The previous generation Honda Odyssey was one of the coolest people movers around. It’s low, stationwagon-like styling was unlike any other frumpy people movers around. The rear doors opened just like those on a conventional car rather than slid across.
For it’s fifth-generation however, things have changed, dramatically. The new Odyssey has dropped its passenger car lines for a taller van-like styling theme, and the so-uncool sliding doors are now used for rear access. The latest Odyssey then, fits right in with the company’s other drab offerings, until the upcoming Civic Type R comes along.
Priced from $38,990, the Odyssey is available in two variants – the base VTi and more luxurious VTi-L – both featuring a 2.4-litre DOHC i-VTEC engine producing 129kW @ 6,200rpm and 225Nm at 4,000rpm. It drives the front wheels via a Continuously Variable Transmission with torque converter and paddle shifter.
In a quest to compete more aggressively against the likes of Toyota Tarago, Kia Carnival, Chrysler Voyager and Citroen Picasso, the new Odyssey gains 150mm in height all in the name of better practicality.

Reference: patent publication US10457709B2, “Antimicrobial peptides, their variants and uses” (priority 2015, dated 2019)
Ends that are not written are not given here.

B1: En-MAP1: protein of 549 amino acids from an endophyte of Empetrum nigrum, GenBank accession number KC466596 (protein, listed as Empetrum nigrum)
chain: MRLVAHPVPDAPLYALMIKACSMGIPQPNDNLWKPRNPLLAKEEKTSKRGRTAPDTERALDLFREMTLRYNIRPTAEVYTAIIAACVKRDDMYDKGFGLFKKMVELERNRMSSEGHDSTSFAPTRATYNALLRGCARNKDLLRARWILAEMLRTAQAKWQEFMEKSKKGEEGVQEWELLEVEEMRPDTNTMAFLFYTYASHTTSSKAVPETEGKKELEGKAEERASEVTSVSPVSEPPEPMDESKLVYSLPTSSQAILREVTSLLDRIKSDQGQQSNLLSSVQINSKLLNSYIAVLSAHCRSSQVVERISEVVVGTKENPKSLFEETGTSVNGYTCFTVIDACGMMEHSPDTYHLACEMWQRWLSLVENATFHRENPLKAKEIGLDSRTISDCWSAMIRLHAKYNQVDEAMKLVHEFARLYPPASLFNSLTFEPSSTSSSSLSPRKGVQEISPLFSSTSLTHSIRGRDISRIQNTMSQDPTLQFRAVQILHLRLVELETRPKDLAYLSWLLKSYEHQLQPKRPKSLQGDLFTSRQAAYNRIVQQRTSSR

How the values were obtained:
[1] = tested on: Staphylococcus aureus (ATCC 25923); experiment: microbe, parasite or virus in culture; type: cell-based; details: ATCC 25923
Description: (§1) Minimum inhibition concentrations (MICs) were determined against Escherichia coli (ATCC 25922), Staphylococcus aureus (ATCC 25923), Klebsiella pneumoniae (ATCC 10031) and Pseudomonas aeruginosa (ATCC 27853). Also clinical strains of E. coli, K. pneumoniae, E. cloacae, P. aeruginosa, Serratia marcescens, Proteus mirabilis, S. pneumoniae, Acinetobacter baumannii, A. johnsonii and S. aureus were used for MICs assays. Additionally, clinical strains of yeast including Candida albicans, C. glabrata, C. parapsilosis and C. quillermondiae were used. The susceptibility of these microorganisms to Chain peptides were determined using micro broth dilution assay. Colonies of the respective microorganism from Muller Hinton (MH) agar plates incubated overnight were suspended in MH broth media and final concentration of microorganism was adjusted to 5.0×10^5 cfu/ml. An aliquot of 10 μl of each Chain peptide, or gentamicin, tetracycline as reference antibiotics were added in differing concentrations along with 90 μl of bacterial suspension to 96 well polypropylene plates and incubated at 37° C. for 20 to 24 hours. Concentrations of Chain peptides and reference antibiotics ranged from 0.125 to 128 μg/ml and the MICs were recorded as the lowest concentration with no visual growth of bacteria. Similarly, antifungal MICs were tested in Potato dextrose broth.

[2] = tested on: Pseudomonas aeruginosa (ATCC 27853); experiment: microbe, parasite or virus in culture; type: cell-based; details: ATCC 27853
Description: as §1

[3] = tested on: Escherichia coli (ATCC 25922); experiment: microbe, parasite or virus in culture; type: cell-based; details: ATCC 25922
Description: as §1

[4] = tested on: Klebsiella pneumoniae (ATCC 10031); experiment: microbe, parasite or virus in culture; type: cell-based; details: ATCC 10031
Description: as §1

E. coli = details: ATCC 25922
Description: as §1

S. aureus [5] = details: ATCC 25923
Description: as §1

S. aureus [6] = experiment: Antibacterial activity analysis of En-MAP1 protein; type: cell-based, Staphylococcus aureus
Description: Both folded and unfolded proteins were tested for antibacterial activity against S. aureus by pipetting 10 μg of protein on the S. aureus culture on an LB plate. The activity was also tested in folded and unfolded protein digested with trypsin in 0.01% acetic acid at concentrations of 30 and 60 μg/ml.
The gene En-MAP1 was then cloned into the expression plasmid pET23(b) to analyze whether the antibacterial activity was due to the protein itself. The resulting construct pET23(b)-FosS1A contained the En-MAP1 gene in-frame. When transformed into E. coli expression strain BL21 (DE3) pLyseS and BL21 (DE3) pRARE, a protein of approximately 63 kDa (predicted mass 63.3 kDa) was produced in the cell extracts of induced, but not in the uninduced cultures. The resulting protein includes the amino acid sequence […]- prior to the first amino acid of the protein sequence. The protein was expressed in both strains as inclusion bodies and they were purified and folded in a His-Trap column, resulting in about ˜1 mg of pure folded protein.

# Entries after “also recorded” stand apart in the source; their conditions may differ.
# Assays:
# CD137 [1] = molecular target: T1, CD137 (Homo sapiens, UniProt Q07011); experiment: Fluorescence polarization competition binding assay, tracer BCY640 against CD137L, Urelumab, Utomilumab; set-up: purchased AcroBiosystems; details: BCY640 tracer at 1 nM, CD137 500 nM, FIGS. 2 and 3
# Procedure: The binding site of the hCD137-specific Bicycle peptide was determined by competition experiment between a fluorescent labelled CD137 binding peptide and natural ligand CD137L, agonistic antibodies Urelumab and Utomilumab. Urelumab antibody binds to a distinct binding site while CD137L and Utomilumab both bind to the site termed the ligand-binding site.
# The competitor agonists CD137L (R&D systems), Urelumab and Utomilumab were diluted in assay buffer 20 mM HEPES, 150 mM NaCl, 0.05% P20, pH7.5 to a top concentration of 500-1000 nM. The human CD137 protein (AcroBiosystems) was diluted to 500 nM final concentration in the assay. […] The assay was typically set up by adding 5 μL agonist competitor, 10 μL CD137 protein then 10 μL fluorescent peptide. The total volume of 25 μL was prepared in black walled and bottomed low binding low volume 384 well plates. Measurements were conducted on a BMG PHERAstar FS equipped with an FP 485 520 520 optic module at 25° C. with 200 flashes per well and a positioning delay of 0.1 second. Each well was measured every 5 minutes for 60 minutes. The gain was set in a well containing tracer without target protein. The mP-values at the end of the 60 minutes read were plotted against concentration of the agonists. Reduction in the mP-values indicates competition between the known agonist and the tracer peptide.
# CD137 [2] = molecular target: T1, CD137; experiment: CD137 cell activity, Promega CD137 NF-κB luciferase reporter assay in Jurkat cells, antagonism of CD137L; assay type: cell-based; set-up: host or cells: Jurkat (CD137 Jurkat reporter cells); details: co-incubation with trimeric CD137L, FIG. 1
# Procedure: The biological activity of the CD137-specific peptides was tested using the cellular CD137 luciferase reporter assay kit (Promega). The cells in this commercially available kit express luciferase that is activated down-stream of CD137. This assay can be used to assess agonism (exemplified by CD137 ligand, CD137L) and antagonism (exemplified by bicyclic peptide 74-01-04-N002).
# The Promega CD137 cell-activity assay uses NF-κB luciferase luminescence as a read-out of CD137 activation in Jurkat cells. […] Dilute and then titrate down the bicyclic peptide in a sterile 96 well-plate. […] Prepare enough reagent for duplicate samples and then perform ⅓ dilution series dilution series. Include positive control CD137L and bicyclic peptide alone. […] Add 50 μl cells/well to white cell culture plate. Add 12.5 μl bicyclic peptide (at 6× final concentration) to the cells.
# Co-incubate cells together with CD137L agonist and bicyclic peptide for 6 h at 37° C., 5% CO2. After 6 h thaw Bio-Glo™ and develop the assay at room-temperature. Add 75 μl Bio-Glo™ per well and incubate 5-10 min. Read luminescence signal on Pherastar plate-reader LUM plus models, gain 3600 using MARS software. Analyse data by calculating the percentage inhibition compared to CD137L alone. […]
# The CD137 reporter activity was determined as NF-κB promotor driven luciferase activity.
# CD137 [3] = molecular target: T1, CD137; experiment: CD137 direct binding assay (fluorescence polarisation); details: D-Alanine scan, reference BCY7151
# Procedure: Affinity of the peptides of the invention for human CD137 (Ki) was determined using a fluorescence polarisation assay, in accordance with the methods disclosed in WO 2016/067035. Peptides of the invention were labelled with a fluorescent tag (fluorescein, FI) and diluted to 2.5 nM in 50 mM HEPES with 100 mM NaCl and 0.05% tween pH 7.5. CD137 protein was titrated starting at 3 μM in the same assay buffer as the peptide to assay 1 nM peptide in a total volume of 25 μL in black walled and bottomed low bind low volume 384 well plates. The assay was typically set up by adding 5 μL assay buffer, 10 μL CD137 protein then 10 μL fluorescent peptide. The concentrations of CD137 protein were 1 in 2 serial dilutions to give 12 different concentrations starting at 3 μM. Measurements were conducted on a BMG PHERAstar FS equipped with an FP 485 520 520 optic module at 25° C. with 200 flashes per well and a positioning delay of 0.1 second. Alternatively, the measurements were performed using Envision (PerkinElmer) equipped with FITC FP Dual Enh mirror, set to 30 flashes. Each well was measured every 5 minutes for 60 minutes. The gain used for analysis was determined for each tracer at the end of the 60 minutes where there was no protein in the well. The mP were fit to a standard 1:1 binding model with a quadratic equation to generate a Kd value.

Although the sleek silhouette of its predecessor is now gone, it’s positive to see the new styling adopts sharper lines and a much bolder front fascia with a prominent grille. The edgy, somewhat robotic design Honda is well known for is also most evident in the new Odyssey than in any other model in the brand’s range.
Inside, the space-age interior of the previous model has been ditched to make way for a more traditional design. The play-it-safe approach was taken because Honda wants to broaden the Odyssey’s appeal beyond just private buyers, but also commercial operators.
Space & Practicality
What the new Odyssey lacks in cool factor, it makes up for it in cabin space. The added height opens up plenty more room for those who only care about moving a lot of people or cargo in the most efficient way.
But that’s not all, as Honda has gone to even greater lengths to maximise practicality. A new ultra low floor was specifically developed for the new Odyssey to improve ingress and egress. The space saver spare tyre has been moved from the boot to under the front passenger seat to free up a massive 330 litres of extra cargo space behind the third row seats.